Fortunately I remembered the San Leandro EBMUD trails. You can enter the northern end of the trail system from Redwood, and I’d never explored more than a few miles of the EBMUD trails. I sat down with the maps and plotted out a ride: a couple of miles in Redwood to get to the EBMUD entrance, then down to the Kings Canyon loop, then back home the way we’d come. About 13 miles all told.Screen Shot 2015-03-09 at 3.22.40 PMOne of the reasons I like riding Dixie so much – why I’ve logged so many hours on her and I’m still not bored with it – is because it’s almost meditative. I can stop thinking about everything else in my life (even Orion, and that’s quite a feat) and just ride. I can’t daydream too much; she needs an active rider. But I can get in the rhythm of working with the horse and the hours and miles just fly by.

We headed out, up to the ridge and along and down into the canyon, then up and over onto the next ridge – where we started chasing the jogger last week. A third of a mile up that trail, we turned off to the right, out of Redwood Park and down into another canyon.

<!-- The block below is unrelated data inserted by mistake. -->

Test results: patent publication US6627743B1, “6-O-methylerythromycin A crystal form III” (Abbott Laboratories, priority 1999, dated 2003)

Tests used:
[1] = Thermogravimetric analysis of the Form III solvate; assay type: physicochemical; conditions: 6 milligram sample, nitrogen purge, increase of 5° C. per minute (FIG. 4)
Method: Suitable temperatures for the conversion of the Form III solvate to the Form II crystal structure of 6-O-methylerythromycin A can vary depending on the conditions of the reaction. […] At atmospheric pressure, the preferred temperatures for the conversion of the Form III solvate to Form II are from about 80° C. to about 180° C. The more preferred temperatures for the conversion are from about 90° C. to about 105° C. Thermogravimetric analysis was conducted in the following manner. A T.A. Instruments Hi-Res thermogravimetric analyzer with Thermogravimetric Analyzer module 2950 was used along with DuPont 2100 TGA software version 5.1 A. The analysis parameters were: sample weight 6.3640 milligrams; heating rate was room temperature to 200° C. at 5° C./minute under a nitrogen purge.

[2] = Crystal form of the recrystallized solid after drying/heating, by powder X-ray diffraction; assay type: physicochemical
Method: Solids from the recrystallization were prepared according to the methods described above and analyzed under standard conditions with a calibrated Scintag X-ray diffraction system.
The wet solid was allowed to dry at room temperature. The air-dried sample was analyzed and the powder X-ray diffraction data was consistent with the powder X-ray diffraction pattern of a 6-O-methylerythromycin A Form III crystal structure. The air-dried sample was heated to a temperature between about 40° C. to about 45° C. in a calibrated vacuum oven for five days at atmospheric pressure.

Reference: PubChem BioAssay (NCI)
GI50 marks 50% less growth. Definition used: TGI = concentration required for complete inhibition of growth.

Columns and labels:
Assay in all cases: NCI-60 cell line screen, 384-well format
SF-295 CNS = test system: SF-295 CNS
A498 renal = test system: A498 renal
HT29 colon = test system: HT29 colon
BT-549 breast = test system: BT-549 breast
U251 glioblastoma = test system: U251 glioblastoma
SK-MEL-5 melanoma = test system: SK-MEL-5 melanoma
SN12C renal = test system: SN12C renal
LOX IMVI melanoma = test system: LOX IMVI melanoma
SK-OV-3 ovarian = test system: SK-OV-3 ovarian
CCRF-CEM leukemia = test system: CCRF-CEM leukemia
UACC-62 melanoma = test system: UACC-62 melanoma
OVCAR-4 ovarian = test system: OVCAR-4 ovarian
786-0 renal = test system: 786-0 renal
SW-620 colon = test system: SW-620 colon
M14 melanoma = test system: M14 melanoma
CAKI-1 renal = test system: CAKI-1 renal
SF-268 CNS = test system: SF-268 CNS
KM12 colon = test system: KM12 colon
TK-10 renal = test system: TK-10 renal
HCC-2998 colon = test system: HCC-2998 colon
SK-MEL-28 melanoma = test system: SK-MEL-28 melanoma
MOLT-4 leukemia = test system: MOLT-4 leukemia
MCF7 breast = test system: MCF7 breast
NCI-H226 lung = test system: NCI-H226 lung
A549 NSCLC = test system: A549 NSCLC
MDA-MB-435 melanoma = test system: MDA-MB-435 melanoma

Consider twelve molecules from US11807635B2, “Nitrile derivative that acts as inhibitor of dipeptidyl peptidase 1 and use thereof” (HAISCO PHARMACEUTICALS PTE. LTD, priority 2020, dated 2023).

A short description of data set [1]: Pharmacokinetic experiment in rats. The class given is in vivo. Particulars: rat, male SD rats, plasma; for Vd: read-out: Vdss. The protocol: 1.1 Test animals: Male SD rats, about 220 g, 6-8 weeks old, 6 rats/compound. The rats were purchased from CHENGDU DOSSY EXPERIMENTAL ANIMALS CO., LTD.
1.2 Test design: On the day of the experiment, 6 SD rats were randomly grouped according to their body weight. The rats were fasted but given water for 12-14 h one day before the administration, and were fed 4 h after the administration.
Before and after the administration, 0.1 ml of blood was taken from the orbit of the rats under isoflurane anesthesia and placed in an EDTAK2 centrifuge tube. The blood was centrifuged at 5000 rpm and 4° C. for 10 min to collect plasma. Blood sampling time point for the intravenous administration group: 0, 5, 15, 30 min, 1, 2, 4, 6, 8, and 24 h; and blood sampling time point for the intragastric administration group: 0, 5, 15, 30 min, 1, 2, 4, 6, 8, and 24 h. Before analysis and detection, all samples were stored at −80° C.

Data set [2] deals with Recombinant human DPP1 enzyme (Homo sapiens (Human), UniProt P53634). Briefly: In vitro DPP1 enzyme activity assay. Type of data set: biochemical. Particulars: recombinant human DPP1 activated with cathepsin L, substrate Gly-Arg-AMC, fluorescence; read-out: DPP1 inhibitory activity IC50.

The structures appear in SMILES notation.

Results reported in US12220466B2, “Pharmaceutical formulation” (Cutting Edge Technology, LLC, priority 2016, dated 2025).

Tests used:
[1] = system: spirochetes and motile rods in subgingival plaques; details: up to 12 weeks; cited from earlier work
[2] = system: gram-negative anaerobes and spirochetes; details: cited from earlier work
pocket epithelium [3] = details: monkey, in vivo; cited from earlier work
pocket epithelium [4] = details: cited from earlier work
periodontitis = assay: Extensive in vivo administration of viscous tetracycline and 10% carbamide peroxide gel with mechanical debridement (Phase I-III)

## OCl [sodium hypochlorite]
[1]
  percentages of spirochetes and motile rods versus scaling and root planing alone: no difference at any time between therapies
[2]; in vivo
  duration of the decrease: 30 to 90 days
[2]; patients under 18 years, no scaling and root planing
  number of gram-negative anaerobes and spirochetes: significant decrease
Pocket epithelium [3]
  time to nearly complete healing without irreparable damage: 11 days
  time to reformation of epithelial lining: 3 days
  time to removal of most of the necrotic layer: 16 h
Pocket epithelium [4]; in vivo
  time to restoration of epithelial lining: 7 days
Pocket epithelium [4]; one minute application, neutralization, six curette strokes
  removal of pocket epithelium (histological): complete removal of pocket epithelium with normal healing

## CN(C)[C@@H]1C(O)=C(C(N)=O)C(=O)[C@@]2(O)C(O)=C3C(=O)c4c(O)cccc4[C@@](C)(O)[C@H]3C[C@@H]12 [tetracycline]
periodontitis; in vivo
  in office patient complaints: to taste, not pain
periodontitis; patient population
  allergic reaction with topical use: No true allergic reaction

Ironically, as soon as you leave Redwood Park you enter a redwood forest. I tried, for the hundredth time, to get some pictures in the redwood forest, but there’s just not enough light to take cell phone pics in motion, even at a walk. One day I’ll remember that, halt, and get some decent pics.

We climbed out of the redwood grove and popped out into the rolling grassy hills of the East Bay. California’s still in a drought, but we’ve gotten enough rain for the grass to grow. It’s just violently green right now.IMG_3998

I don’t appreciate the non-mountainous parts of California like I should. (In another few weeks all this grass is going to turn brownish yellow, yuck.) But in early spring, even I have to admit this place is stunningly beautiful.IMG_4001The crowds of people in Redwood mostly disappeared over in the EBMUD land. There’s no bikes allowed, dogs are allowed on only a few trails, and you have to pay a nominal $10/year fee for a trail pass. Those few restrictions mean that EBMUD trails have about 20% of the traffic of Regional Parks trails.